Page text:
Are banks better prepared for IT failure?


If the RBS computer failure taught us one thing, it is that no organisation is too big to be brought to its knees in a matter of hours.

The 17 million people whose accounts were affected – me included – were locked out for as long as three weeks (a mere seven days in my case), but credit must be given to the City watchdog for attempting to ensure that nothing like this happens again.

In a strongly worded letter sent out to the chairmen of the nine leading banks, the Financial Services Authority (FSA) has asked for each to reveal who exactly will be culpable, should their organisation fall foul of a similar fate to RBS.

In addition, the new letter – written by Andrew Bailey, head of the FSA’s prudential unit, and Clive Adamson, director of supervision in the conduct unit – orders the banks to detail what exactly they would do in the case of a technological meltdown.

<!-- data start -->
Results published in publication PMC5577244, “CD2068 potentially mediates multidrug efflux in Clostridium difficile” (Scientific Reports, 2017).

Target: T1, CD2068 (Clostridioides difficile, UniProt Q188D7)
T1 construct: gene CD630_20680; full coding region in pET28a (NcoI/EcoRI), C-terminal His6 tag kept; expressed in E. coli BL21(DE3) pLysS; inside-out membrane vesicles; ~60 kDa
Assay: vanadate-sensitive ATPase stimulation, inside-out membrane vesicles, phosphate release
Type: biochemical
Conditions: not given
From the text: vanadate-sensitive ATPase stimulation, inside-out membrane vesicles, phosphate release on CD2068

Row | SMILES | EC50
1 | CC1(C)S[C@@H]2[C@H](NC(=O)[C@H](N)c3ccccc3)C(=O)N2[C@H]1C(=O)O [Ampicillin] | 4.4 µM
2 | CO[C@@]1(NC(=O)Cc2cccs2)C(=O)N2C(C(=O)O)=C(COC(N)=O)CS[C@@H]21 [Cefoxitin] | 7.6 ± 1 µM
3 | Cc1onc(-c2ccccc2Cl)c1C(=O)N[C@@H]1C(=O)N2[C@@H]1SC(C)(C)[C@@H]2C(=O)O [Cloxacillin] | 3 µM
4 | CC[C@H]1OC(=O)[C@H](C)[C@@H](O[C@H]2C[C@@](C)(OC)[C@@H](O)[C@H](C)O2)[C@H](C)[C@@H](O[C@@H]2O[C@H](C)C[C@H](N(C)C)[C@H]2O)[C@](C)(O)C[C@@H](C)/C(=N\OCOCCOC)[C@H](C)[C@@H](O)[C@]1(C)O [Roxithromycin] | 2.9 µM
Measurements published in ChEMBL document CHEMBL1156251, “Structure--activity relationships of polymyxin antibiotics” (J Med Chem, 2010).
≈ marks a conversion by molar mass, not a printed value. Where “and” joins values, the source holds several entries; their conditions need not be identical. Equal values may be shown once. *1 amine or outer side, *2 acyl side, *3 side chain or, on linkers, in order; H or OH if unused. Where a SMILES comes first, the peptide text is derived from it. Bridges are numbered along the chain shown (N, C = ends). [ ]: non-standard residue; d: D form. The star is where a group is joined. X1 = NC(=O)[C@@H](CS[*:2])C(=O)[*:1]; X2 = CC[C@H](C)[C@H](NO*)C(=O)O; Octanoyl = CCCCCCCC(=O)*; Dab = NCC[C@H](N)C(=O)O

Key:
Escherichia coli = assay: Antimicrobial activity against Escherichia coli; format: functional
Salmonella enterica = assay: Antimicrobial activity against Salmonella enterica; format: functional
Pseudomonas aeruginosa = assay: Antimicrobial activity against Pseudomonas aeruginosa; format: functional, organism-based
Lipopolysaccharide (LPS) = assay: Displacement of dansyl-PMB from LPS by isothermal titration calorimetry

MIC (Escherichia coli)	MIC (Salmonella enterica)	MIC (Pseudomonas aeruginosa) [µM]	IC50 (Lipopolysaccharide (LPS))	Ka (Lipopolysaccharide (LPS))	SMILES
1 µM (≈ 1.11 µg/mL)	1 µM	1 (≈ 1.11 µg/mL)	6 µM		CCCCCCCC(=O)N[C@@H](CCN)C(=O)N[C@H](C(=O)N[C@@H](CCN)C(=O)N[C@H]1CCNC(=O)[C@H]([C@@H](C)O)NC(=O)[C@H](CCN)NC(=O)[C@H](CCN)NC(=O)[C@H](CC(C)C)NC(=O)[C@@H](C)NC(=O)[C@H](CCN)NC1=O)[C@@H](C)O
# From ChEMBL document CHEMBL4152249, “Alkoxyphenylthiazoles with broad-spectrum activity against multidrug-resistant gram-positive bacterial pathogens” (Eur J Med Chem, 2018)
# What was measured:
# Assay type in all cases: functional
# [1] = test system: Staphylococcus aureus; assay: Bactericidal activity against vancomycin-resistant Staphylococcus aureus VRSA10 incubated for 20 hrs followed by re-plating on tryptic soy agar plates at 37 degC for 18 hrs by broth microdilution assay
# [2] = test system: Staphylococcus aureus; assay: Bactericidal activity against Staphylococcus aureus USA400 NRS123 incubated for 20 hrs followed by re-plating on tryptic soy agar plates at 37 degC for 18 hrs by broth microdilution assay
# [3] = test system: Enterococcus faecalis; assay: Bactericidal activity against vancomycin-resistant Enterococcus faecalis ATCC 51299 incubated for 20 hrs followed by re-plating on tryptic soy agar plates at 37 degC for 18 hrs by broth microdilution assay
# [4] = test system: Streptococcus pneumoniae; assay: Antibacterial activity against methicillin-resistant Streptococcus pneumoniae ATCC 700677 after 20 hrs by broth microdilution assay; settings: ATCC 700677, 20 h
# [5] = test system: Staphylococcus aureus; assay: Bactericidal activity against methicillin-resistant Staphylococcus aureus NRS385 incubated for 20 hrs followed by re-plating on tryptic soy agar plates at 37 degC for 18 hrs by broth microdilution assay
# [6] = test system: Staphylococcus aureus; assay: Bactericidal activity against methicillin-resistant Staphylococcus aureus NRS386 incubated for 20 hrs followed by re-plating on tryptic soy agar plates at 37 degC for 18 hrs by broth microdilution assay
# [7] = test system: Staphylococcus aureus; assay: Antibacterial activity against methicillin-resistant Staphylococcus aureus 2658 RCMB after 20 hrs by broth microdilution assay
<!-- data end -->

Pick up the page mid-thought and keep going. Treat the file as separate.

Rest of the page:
Though it is nice to know that we will be protected in the event of another system meltdown, and that contingency plans are in place, the chairmen’s assurances will only truly be put to the test if such an incident does actually occur.

As Emily Reid, law partner at Hogan Lovells, told the FT: “The FSA’s approach is only to be expected following RBS’s problems. The conundrum for the FSA as regulator and for the banks themselves is that their true level of preparedness can only be truly tested if there is a catastrophic failure.”

As the old adage goes – only time will tell.


Posted by The Secret Businessman